Uranium prices reached rock-bottom lows last year. Does that mean a rebound is now in the works?
Uranium was the worst-performing commodity of 2016, and it’s not hard to see why. Nuclear reactors in Japan have been slow to come back online since 2011’s Fukushima disaster, and the situation has led to oversupply and low prices.
Encouragingly, 2017 has been a different story for the sector — at least so far. Notably, Kazakhstan announced plans to cut uranium production by 10 percent, sending uranium prices soaring to $26 per pound. That’s a drastic improvement from $18 in the fall of 2016.
Since then, companies and industry thought leaders have voiced hopeful stances on the market, leaving many investors wondering whether a turnaround in the uranium space is finally here.
BMO Capital Markets is one of the latest firms to suggest that uranium’s prospects are looking brighter. In a recent research note, it said it continues to believe that the uranium market will “[tip] into undersupply in 2018” on the back of Kazakhstan’s production cut.
The bank also notes that it is more optimistic about a uranium price rebound than it has been “for quite some time … cautiously so.” It has increased its 2017 forecast for uranium prices to $26.88.
Of course, supply isn’t the only consideration when looking at how uranium prices could fare in 2017. A large number of nuclear reactors are currently poised to come online as well — Cantor Fitzgerald expects 21 to do so in 2017, with 10 more following in 2018 and 12 more in 2019.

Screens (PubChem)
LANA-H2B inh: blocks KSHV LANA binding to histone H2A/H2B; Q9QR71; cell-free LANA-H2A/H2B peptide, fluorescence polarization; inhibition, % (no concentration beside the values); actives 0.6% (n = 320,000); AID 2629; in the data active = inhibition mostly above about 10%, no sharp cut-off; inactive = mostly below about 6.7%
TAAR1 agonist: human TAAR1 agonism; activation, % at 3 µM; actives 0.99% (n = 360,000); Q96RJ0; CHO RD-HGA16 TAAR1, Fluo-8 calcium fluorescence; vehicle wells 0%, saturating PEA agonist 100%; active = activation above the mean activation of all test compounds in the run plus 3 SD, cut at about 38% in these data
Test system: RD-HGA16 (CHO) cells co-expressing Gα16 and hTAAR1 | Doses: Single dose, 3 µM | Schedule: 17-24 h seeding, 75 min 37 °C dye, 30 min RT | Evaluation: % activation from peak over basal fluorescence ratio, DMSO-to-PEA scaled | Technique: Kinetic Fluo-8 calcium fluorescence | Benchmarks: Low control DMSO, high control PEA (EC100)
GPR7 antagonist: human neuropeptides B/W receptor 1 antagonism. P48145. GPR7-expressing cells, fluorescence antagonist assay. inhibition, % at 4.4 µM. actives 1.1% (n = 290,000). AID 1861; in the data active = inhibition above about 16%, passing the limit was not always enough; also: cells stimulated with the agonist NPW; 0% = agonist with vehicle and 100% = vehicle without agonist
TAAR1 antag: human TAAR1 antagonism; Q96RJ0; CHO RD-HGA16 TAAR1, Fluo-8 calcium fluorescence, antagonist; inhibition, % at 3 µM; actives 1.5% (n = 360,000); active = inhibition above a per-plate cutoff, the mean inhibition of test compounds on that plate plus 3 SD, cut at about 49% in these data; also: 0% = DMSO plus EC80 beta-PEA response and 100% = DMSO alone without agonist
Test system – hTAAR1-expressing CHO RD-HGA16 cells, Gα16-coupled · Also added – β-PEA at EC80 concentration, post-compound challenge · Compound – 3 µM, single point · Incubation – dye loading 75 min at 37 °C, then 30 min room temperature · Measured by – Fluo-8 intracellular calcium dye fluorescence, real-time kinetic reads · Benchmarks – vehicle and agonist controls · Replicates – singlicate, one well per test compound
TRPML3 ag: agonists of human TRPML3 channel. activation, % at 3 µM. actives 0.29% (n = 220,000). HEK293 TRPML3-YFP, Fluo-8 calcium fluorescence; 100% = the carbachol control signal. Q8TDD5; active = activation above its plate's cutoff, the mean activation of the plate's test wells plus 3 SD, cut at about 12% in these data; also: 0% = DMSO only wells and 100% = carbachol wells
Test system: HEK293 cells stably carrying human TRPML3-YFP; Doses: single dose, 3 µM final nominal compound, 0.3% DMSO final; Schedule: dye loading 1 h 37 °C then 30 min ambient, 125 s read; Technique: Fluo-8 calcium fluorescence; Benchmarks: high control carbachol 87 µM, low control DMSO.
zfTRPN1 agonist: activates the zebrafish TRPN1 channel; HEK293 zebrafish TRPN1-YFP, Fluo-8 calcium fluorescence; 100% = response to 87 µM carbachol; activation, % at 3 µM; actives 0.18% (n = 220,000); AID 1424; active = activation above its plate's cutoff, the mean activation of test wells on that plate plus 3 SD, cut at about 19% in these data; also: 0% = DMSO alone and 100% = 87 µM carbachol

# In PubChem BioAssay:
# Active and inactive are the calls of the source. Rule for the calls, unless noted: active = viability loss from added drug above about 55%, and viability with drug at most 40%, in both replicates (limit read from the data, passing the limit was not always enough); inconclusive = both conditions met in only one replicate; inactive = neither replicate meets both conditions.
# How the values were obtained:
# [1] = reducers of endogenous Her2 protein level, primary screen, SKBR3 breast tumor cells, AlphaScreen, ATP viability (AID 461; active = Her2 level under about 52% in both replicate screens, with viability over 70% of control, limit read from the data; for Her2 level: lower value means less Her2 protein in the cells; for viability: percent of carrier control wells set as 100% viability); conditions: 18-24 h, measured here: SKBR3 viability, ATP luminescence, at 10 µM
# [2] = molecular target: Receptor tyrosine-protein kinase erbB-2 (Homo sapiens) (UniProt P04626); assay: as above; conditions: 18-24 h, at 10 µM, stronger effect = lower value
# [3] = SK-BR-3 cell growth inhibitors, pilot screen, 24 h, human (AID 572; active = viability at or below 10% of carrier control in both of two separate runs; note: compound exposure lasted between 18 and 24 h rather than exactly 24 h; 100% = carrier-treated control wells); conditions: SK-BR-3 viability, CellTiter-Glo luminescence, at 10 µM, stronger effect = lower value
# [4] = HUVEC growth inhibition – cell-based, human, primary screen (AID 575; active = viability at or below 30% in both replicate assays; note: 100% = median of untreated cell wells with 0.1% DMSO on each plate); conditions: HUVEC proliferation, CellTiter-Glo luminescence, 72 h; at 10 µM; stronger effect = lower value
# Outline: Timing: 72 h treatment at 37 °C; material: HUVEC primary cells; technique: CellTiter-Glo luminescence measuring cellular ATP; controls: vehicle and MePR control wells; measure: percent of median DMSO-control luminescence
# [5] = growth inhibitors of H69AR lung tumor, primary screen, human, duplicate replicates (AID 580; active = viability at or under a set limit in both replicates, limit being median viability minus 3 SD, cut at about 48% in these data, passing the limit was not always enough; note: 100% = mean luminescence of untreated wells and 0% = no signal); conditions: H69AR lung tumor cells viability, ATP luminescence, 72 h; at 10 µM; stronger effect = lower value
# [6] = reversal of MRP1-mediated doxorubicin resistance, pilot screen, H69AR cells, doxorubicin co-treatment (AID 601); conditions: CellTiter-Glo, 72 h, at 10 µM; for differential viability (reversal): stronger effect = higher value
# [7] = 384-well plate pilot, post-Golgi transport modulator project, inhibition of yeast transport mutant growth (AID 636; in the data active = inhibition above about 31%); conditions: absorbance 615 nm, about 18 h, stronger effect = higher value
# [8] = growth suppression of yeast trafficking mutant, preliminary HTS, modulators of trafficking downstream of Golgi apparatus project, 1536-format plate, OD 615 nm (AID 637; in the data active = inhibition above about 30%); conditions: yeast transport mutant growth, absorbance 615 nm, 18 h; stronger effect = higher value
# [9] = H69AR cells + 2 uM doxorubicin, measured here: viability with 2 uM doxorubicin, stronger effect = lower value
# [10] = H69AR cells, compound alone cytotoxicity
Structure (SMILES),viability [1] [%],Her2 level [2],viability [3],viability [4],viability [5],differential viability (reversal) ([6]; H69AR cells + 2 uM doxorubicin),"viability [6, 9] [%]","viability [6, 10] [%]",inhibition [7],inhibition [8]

“This would lead to demand rising from a forecast of 189M lb U3O8 this year to 204M lbs by 2019,” the firm says in its own research note.
In a recent interview with the Investing News Network, Rob Chang, managing director, head of Canadian metals and mining research, at Cantor Fitzgerald, elaborated on why higher demand will help drive uranium prices. For one thing, he suggested that “utilities need to go back into the market and procure more uranium.”
“We think there’s going to be a lot of recontracting that needs to happen,” he said in the interview. “When utilities come to the market and go to these suppliers and ask for $35 a pound — which is what the long-term price is indicated around — they’re going to be surprised.”
Chang isn’t the only one with that mindset. In a separate interview with the Investing News Network, Dev Randhawa, CEO of Fission Uranium (TSX:FCU), said, “in the next 10 years, there’s 800 million pounds that need contracts and there’s no contracts for them.”
The forecast is comparable over at FocusEconomics. In its March 2017 commodities outlook, the organization says that uranium prices will pick up as demand rises with the addition of nuclear reactors coming online in the next few years.
Panelists at FocusEconomics expect that uranium prices will average $25 in Q4 2017, picking up to $33.50 in Q4 2018.
Is this only the beginning of uranium’s recovery? As the old saying goes, “slow and steady wins the race.” In other words, investors, there’s plenty to look forward to; you’ll just have to hold on a bit longer.
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Securities Disclosure: I, Jocelyn Aspa, hold no direct investment interest in any company mentioned in this article.